Tuesday, June 14, 2016

Quality of Life for America's Aging Population

In May 2016 the non-profit Bipartisan Policy Center's  Senior Health and Housing Task Force published a report to address concerns about the well-being and safety of millions of older Americans who will represent 20% of the overall population by 2030. Problems identified by the report include:

  • The current supply of housing that is affordable to the nation ’s lowest-income seniors is woefully inadequate. As more low-income Americans enter the senior ranks, this supply shortage — currently measured in millions of units — will become even more acute.
  •  The overwhelming majority of seniors say they wish to “age in place” in their own homes and communities. Y et most homes and communities lack the structural features and support services that can make living there independently a safe, realistic option.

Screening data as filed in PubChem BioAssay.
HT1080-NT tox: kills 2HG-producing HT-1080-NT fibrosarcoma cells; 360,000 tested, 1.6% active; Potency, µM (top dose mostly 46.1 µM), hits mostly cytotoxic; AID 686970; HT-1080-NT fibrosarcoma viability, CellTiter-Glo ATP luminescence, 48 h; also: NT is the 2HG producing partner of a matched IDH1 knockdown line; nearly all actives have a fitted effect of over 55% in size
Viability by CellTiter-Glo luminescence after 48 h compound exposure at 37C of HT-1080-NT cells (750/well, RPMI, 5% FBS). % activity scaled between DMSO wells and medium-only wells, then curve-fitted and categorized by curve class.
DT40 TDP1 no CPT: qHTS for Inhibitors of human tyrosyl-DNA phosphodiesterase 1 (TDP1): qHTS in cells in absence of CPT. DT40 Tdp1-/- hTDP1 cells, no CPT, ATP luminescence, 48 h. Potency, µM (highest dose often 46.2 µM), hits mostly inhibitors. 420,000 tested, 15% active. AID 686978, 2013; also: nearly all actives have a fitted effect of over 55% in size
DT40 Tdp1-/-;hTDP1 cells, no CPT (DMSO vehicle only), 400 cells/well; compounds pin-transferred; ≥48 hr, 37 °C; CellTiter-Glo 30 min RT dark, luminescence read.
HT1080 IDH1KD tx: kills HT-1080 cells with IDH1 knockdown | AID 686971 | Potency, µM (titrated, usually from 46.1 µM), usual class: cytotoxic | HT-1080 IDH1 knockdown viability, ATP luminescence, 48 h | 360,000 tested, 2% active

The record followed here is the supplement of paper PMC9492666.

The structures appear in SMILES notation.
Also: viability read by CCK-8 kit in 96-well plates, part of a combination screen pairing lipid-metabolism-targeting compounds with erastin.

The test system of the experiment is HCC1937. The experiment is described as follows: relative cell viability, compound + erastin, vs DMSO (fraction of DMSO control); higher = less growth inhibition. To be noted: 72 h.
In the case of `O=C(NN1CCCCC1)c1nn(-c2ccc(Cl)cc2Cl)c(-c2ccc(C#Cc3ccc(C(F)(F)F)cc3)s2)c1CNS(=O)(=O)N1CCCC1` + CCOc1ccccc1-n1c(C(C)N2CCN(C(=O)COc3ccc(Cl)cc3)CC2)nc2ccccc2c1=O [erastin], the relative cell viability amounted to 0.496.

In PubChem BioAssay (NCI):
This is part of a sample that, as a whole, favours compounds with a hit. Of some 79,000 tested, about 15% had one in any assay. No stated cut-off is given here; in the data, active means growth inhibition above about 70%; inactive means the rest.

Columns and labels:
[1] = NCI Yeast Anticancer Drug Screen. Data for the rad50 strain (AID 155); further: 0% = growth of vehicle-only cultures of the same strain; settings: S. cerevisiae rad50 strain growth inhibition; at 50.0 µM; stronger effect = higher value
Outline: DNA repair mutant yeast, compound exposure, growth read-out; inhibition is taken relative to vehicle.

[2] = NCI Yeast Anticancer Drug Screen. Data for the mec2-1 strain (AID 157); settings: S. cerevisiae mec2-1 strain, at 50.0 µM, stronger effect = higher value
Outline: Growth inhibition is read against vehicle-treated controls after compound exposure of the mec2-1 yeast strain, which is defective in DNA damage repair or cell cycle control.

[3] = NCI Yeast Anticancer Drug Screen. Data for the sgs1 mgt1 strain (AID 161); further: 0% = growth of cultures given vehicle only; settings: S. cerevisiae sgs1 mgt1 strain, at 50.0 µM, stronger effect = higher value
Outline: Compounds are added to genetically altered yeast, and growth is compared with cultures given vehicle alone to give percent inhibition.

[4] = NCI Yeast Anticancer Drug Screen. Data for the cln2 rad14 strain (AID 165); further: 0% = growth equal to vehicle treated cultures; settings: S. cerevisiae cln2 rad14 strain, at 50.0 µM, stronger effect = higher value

• About 70 percent of adults over 65 will eventually require help with bathing , food preparation, dressing, and medication management— assistance that is referred to as “long-term services and supports,” or LTSS. Medicare does not cover LTSS, though the costs of this care can consume a large portion of a household’s budget. In addition, only a small minority of Americans has long-term care insurance covering these expenses. 
  • Personal savings are a critical source of retirement funding, but for millions of seniors these savings will fall far short of what is necessary to pay for housing, modifications to make homes safer, LTSS, health care, and other retirement needs.
One of the report's key premises is "a greater integration of America’s health care and housing systems will be absolutely essential to help manage chronic disease, improve health outcomes for seniors, and enable millions of Americans to age successfully in their own homes and communities."

See the background, discussion and recommendations of Healthy Aging Begins at Home available as a PDF.